(DIAGNOSTIC IMAGING) -- The amount of data obtained in a single MR or CT scan is mind-boggling. At least some of the data radiologists throw away could save patients money while reducing their exposure to radiation and risk of complications from invasive procedures.
“The same CT or MR scans that have been performed for other indications can be used to measure epicardial fat volume,” Dr. Paolo Raggi told me. “That is why this is such an easy piece of information to obtain.”
Easy—and possibly life-saving. Raggi, a radiologist and the director of the Emory Cardiac Imaging Center in Atlanta, has uncovered evidence that myocardial ischemia correlates more closely with epicardial adipose tissue volume than with coronary calcium score. The larger the volume of this fat that surrounds the heart, the more likely the patient has ischemia.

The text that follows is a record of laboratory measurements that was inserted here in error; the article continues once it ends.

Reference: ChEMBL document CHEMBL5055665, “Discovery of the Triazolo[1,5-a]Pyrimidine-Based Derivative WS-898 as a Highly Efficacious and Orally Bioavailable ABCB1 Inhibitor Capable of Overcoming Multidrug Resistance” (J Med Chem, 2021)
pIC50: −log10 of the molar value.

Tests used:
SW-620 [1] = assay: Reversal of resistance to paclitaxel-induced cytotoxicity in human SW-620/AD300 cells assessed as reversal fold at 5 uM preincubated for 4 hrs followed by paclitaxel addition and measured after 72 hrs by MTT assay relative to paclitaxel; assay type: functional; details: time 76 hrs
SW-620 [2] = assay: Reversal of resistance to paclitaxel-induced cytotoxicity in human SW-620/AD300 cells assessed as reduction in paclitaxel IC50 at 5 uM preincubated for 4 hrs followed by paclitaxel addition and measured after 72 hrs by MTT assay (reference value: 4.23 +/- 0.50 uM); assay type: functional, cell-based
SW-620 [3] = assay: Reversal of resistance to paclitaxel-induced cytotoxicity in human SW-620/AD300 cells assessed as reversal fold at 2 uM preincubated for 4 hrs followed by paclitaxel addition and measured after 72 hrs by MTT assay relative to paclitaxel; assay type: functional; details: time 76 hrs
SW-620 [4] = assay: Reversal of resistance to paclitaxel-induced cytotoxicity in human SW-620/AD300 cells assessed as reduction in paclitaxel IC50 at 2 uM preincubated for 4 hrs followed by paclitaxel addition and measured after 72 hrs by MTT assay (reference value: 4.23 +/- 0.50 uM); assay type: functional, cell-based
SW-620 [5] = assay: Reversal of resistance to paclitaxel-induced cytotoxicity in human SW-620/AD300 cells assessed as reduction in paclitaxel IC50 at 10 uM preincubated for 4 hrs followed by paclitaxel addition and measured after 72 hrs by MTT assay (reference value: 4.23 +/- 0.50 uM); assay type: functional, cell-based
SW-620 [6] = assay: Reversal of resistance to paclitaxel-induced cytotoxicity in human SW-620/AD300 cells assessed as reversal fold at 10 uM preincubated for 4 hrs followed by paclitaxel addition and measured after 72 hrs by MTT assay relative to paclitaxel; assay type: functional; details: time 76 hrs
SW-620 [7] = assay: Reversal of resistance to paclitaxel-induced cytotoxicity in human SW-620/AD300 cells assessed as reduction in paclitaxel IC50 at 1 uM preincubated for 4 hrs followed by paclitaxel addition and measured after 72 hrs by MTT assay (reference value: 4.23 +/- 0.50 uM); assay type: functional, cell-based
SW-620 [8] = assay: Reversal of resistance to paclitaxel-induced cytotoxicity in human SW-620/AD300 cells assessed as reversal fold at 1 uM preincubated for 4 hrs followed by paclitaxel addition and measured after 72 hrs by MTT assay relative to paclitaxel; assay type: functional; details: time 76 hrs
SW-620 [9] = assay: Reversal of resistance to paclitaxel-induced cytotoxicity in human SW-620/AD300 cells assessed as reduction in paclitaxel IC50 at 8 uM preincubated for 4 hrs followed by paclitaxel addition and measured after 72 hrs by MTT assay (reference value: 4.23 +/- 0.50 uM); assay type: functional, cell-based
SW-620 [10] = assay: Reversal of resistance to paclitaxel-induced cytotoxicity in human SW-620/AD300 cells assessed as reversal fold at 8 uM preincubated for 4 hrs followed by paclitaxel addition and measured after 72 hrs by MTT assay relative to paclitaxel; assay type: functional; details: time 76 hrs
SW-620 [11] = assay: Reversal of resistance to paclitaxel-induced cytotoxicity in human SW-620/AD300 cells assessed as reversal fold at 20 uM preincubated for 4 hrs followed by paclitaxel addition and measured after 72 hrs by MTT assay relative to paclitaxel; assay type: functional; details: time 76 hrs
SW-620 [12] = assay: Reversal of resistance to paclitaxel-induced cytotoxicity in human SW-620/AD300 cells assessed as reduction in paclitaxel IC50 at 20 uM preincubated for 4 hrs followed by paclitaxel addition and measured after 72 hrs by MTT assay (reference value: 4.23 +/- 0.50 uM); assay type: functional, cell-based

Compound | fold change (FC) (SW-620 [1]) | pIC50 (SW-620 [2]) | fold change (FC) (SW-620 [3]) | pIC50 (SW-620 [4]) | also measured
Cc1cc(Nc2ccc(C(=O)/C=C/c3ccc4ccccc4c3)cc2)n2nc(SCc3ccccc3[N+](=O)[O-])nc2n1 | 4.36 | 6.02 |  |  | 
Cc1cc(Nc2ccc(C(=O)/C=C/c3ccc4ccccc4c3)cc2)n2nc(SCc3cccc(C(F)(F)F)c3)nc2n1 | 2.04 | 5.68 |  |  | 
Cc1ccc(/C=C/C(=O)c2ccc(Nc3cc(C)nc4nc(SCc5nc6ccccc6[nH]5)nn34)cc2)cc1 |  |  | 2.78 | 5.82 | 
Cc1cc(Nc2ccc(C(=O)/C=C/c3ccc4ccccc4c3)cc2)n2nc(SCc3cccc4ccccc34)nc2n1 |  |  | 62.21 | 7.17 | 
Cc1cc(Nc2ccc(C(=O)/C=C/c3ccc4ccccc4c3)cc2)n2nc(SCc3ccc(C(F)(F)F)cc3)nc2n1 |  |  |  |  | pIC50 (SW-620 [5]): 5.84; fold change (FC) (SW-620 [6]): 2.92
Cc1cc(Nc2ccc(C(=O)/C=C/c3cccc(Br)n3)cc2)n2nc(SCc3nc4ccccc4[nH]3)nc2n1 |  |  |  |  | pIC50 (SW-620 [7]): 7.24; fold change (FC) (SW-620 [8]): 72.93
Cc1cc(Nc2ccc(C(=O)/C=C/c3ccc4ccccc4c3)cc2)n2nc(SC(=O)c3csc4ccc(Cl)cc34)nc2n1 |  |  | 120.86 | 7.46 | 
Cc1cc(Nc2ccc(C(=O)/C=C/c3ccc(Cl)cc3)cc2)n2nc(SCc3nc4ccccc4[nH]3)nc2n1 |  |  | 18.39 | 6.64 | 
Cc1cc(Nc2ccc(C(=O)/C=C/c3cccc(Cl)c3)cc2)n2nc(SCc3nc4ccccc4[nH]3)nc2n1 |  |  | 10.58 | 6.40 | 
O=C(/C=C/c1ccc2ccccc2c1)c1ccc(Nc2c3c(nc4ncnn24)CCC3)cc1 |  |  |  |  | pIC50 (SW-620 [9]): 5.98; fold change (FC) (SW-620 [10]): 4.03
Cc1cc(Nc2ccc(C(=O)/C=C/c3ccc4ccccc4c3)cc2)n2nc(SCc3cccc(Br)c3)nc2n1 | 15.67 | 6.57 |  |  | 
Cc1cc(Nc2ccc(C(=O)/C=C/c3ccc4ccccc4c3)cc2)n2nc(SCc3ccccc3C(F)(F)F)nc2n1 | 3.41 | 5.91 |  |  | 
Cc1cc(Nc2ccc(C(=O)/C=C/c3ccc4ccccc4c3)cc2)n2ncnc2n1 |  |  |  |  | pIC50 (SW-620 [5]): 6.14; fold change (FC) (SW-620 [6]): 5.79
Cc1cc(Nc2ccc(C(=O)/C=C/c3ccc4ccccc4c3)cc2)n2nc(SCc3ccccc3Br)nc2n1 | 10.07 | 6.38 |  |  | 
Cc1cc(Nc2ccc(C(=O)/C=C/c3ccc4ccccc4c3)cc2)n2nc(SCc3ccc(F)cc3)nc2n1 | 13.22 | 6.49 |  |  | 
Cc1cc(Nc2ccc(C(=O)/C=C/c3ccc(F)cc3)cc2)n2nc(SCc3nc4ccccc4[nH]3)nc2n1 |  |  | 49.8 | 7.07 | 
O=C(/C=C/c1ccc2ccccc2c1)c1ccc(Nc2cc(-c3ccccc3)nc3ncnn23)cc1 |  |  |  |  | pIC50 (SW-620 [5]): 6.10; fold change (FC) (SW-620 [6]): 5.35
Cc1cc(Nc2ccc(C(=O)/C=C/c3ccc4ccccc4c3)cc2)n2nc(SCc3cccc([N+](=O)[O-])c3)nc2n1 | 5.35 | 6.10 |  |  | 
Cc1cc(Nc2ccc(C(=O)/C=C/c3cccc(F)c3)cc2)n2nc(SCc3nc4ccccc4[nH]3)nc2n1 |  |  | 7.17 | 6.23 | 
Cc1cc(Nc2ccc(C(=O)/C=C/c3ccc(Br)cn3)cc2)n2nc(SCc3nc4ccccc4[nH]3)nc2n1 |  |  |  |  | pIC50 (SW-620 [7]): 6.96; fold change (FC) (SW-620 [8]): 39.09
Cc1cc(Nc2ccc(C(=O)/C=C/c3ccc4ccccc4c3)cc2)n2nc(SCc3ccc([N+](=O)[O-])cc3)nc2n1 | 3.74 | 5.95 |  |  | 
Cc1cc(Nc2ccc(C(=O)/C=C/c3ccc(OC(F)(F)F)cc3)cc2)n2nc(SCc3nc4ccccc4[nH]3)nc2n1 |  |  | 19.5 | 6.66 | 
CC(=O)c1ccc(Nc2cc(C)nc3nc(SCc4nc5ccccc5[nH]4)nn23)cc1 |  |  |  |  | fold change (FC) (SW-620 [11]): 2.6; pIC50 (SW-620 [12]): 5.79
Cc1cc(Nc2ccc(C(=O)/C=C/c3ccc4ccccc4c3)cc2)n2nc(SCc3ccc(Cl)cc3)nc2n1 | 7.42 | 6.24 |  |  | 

“This information may be used as a gatekeeper, in that it could help a cardiologist decide whether a patient should go on to have a nuclear stress test,” he said.